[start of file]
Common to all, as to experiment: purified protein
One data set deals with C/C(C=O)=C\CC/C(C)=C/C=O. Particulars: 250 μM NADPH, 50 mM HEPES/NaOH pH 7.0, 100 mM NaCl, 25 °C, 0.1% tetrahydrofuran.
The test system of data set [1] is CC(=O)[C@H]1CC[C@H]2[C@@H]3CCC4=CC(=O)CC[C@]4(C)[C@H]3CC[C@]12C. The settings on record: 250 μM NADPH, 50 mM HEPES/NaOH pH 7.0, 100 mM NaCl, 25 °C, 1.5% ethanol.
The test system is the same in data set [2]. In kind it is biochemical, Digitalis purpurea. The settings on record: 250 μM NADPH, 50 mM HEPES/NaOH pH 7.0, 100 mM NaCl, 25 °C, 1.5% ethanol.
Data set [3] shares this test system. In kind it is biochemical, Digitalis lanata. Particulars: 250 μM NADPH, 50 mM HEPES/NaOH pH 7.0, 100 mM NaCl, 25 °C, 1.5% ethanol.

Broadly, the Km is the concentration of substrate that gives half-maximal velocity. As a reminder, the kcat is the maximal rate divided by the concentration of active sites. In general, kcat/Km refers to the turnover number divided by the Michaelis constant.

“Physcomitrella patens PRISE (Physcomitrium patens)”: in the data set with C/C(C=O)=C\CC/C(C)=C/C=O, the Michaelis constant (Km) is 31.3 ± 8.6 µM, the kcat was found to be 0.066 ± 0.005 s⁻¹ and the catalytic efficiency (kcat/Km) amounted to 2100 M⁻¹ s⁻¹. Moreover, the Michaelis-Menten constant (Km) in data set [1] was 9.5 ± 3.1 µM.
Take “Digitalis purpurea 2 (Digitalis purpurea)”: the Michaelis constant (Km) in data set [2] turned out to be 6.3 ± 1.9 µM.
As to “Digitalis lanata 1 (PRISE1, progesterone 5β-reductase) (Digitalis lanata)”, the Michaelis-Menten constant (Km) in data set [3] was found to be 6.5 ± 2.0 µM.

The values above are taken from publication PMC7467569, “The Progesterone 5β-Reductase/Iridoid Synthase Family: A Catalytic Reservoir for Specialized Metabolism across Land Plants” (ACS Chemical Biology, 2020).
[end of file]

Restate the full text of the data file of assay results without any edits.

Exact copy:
Common to all, as to experiment: purified protein
One data set deals with C/C(C=O)=C\CC/C(C)=C/C=O. Particulars: 250 μM NADPH, 50 mM HEPES/NaOH pH 7.0, 100 mM NaCl, 25 °C, 0.1% tetrahydrofuran.
The test system of data set [1] is CC(=O)[C@H]1CC[C@H]2[C@@H]3CCC4=CC(=O)CC[C@]4(C)[C@H]3CC[C@]12C. The settings on record: 250 μM NADPH, 50 mM HEPES/NaOH pH 7.0, 100 mM NaCl, 25 °C, 1.5% ethanol.
The test system is the same in data set [2]. In kind it is biochemical, Digitalis purpurea. The settings on record: 250 μM NADPH, 50 mM HEPES/NaOH pH 7.0, 100 mM NaCl, 25 °C, 1.5% ethanol.
Data set [3] shares this test system. In kind it is biochemical, Digitalis lanata. Particulars: 250 μM NADPH, 50 mM HEPES/NaOH pH 7.0, 100 mM NaCl, 25 °C, 1.5% ethanol.

Broadly, the Km is the concentration of substrate that gives half-maximal velocity. As a reminder, the kcat is the maximal rate divided by the concentration of active sites. In general, kcat/Km refers to the turnover number divided by the Michaelis constant.

“Physcomitrella patens PRISE (Physcomitrium patens)”: in the data set with C/C(C=O)=C\CC/C(C)=C/C=O, the Michaelis constant (Km) is 31.3 ± 8.6 µM, the kcat was found to be 0.066 ± 0.005 s⁻¹ and the catalytic efficiency (kcat/Km) amounted to 2100 M⁻¹ s⁻¹. Moreover, the Michaelis-Menten constant (Km) in data set [1] was 9.5 ± 3.1 µM.
Take “Digitalis purpurea 2 (Digitalis purpurea)”: the Michaelis constant (Km) in data set [2] turned out to be 6.3 ± 1.9 µM.
As to “Digitalis lanata 1 (PRISE1, progesterone 5β-reductase) (Digitalis lanata)”, the Michaelis-Menten constant (Km) in data set [3] was found to be 6.5 ± 2.0 µM.

The values above are taken from publication PMC7467569, “The Progesterone 5β-Reductase/Iridoid Synthase Family: A Catalytic Reservoir for Specialized Metabolism across Land Plants” (ACS Chemical Biology, 2020).